February 2, 2011

Cancer Drug + Other Therapies = Higher Death Risk

(Ivanhoe Newswire) -- A breakdown of previous studies shows that compared with chemotherapy alone, use of the cancer drug bevacizumab in combination with chemotherapy or biological therapy is associated with an increased risk of treatment-related death.

A fatal adverse event (FAE) is defined as a death caused in all likelihood by a drug and is a major cause of fatality in the United States. Bevacizumab was approved in combination with chemotherapy for treating many types of advanced cancer, including colorectal cancer, non-small cell lung cancer, breast cancer, and renal cell carcinoma.

"Even though a number of FAEs have been reported in patients treated with bevacizumab, its role in the development of these fatal events has not been definitively established. Data across bevacizumab trials reveal conflicting results regarding its associations with FAEs," the authors of the study were quoted as saying.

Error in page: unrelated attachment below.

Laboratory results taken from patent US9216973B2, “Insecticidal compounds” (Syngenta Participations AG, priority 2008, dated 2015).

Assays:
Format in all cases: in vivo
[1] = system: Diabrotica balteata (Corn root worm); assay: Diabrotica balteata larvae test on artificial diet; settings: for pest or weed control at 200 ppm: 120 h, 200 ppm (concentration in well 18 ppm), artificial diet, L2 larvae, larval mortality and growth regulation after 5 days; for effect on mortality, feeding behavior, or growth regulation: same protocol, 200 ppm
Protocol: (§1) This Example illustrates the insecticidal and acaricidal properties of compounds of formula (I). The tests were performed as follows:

The overall rate of FAEs with bevacizumab was 2.5 percent. Compared with chemotherapy alone, the addition of bevacizumab was associated with a 1.5 times increased risk of FAEs. This association varied significantly with chemotherapeutic agents but not with tumor types or bevacizumab doses. Bevacizumab was associated with a 3.5 times increased risk of FAEs in patients receiving taxanes or platinum agents (3.3 percent vs. 1.0 percent), but was not associated with increased risk of FAEs when used in conjunction with other agents.

The authors write that given the absolute risk of treatment-related mortality appears low, the use of bevacizumab should be considered in the context of overall survival benefits. They add that because bevacizumab is increasingly used in cancer patients, it is particularly important for all health care practitioners and patients to understand and recognize the risk of treatment-related mortality and to monitor closely to identify and treat serious adverse effects.

SOURCE: JAMA, February 2, 2011